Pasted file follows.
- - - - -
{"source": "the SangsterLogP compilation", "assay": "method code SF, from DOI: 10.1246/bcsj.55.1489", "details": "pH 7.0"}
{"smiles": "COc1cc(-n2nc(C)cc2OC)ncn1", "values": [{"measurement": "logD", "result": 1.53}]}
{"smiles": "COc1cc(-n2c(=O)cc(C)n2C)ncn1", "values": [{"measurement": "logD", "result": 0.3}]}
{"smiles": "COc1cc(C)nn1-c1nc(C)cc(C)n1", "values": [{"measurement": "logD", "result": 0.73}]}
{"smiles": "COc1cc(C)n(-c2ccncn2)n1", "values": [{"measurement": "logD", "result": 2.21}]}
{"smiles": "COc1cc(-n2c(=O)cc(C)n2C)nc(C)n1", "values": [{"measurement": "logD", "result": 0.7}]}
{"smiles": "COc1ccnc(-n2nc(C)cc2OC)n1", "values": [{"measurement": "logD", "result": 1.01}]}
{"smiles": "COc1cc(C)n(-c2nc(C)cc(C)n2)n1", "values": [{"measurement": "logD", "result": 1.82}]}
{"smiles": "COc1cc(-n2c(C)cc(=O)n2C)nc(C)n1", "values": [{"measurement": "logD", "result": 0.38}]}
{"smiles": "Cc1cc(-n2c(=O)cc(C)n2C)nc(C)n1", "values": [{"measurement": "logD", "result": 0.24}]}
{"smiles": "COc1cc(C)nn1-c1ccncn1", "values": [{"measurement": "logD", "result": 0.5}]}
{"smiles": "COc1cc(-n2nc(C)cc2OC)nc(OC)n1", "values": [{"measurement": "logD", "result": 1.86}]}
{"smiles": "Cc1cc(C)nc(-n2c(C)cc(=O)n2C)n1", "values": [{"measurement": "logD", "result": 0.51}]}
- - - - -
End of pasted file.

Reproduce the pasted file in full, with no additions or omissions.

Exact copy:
{"source": "the SangsterLogP compilation", "assay": "method code SF, from DOI: 10.1246/bcsj.55.1489", "details": "pH 7.0"}
{"smiles": "COc1cc(-n2nc(C)cc2OC)ncn1", "values": [{"measurement": "logD", "result": 1.53}]}
{"smiles": "COc1cc(-n2c(=O)cc(C)n2C)ncn1", "values": [{"measurement": "logD", "result": 0.3}]}
{"smiles": "COc1cc(C)nn1-c1nc(C)cc(C)n1", "values": [{"measurement": "logD", "result": 0.73}]}
{"smiles": "COc1cc(C)n(-c2ccncn2)n1", "values": [{"measurement": "logD", "result": 2.21}]}
{"smiles": "COc1cc(-n2c(=O)cc(C)n2C)nc(C)n1", "values": [{"measurement": "logD", "result": 0.7}]}
{"smiles": "COc1ccnc(-n2nc(C)cc2OC)n1", "values": [{"measurement": "logD", "result": 1.01}]}
{"smiles": "COc1cc(C)n(-c2nc(C)cc(C)n2)n1", "values": [{"measurement": "logD", "result": 1.82}]}
{"smiles": "COc1cc(-n2c(C)cc(=O)n2C)nc(C)n1", "values": [{"measurement": "logD", "result": 0.38}]}
{"smiles": "Cc1cc(-n2c(=O)cc(C)n2C)nc(C)n1", "values": [{"measurement": "logD", "result": 0.24}]}
{"smiles": "COc1cc(C)nn1-c1ccncn1", "values": [{"measurement": "logD", "result": 0.5}]}
{"smiles": "COc1cc(-n2nc(C)cc2OC)nc(OC)n1", "values": [{"measurement": "logD", "result": 1.86}]}
{"smiles": "Cc1cc(C)nc(-n2c(C)cc(=O)n2C)n1", "values": [{"measurement": "logD", "result": 0.51}]}